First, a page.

The holiday season saw no let up for Apple tablet rumours, with former Google China president Kai-Fu Lee claiming a January unveiling, a price tag below $1000 (approx £600) and 3D graphics.

"Most surprising: Apple predicts production of nearly 10 million [units] in the first year!" Lee said in a post on a Chinese microblog service that cited information from a source he described as a knowledgeable friend.

The tablet will look like a large iPhone and come with a 10.1in multitouch touchscreen, a virtual keyboard and support for videoconferencing and e-books, the post said. The claim of 3D graphics appears to relate to similar graphical functionality of the iPhone and iPod touch, rather than any implementation of the 3D display technology currently being tested in some monitor units and used in cinemas.

Although there's nothing particularly new about any of this information, the comments from Lee, who worked for Apple over a decade ago and left Google this year, add to a sea of rumours about a possible ultrathin Apple tablet combining e-reader and web-surfing functions.

Speculation about the device has redoubled since a blog post by the Financial Times last week cited unnamed sources saying Apple is expected to make a major product announcement at an event in San Francisco on January 26.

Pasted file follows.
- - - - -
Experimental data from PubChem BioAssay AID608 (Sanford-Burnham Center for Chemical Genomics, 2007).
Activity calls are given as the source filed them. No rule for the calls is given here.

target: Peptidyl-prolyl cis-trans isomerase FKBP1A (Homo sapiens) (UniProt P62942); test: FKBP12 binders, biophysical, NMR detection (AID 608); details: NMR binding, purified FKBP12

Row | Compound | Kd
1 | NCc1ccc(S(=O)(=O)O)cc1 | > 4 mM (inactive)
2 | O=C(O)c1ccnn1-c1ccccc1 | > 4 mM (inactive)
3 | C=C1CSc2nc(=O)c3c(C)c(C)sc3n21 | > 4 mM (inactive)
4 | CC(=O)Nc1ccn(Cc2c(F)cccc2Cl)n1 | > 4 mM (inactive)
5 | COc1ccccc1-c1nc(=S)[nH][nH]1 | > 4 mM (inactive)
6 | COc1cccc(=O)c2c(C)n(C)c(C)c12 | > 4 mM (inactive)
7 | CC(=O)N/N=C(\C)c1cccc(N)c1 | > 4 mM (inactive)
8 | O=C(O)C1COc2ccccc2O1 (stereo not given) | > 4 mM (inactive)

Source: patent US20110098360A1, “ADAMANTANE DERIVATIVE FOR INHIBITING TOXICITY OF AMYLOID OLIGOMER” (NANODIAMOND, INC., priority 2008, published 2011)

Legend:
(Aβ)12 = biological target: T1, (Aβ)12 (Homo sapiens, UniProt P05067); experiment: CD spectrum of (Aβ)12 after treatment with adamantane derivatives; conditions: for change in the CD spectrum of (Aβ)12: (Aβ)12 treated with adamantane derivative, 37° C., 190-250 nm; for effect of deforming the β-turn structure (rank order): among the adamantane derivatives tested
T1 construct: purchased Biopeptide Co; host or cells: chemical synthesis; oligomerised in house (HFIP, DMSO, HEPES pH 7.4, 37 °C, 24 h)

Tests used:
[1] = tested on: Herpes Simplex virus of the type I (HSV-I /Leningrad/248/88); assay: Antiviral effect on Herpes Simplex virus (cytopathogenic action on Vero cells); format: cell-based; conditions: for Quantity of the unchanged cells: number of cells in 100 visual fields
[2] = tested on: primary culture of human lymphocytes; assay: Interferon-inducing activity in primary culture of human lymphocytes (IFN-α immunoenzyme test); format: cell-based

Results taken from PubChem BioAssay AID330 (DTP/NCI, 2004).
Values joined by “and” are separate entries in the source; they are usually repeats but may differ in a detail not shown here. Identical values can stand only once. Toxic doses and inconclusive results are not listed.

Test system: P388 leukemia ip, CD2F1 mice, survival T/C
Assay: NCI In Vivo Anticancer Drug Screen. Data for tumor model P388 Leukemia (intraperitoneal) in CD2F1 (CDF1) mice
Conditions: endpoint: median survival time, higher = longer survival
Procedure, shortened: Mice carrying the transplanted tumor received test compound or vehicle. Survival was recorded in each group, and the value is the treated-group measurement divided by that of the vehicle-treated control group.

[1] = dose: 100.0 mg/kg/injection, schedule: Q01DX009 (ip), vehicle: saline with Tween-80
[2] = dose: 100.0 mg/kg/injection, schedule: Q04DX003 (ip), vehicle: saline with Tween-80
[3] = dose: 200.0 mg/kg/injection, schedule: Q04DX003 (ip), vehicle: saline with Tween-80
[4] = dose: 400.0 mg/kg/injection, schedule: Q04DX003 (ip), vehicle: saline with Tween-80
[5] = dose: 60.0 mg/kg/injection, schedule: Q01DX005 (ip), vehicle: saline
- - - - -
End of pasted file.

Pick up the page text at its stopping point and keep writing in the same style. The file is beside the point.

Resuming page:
Long-time Apple watchers may find some humour in the fact that it is a former Google executive starting a rumour on the Apple tablet. The rumours of a Apple tablet have been running for nine years now, and began with a blog post by a Google executive. In May 2001, Kevin Fox, a lead designer at Google said on his blog: "at least five times in the past 10 years engineers at Apple have worked on initiatives to bring a full sized tablet-based computer to market. Though the previous four attempts never saw the light of day, Apple has saved the best for last. This July: Meet iPad".

The iPad never materialised, and the device is now rumoured to be called the iSlate. Macworld UK has a comprehensive fact sheet on the Apple Tablet rumour.

Lee predicted in a later post that the new device will weigh less than half as much as a MacBook Air, though it was unclear whether the message was speculation or came from Lee's friend. Lee also cited speculation that Apple could team up with US network operators to lower the price of the tablet. Operators already widely use a similar model for mobile phones including the iPhone, in which the buyer gets a discounted device in exchange for signing a mobile service contract.
Lee did not immediately reply to e-mailed questions about his comments.